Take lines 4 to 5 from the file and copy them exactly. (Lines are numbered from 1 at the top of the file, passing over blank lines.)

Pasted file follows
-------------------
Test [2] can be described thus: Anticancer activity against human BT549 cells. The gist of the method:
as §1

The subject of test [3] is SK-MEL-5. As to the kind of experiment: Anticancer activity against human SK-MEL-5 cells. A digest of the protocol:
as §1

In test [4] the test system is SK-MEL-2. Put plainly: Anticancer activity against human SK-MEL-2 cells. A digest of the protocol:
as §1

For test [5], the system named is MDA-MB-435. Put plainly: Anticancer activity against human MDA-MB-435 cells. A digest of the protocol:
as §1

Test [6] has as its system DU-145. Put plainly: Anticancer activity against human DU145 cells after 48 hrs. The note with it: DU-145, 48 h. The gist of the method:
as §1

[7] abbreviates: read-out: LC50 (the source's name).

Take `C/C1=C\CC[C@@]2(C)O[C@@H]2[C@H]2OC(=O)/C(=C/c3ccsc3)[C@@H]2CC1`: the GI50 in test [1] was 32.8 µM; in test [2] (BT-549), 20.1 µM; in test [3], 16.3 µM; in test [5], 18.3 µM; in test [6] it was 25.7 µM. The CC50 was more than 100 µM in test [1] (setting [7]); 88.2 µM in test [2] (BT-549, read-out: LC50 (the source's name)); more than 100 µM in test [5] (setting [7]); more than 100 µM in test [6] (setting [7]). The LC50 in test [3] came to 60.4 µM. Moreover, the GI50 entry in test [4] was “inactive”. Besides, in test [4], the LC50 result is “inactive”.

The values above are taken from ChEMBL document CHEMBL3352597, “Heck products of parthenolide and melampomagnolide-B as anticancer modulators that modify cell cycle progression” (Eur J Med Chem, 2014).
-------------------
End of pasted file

as §1

In test [4] the test system is SK-MEL-2. Put plainly: Anticancer activity against human SK-MEL-2 cells. A digest of the protocol: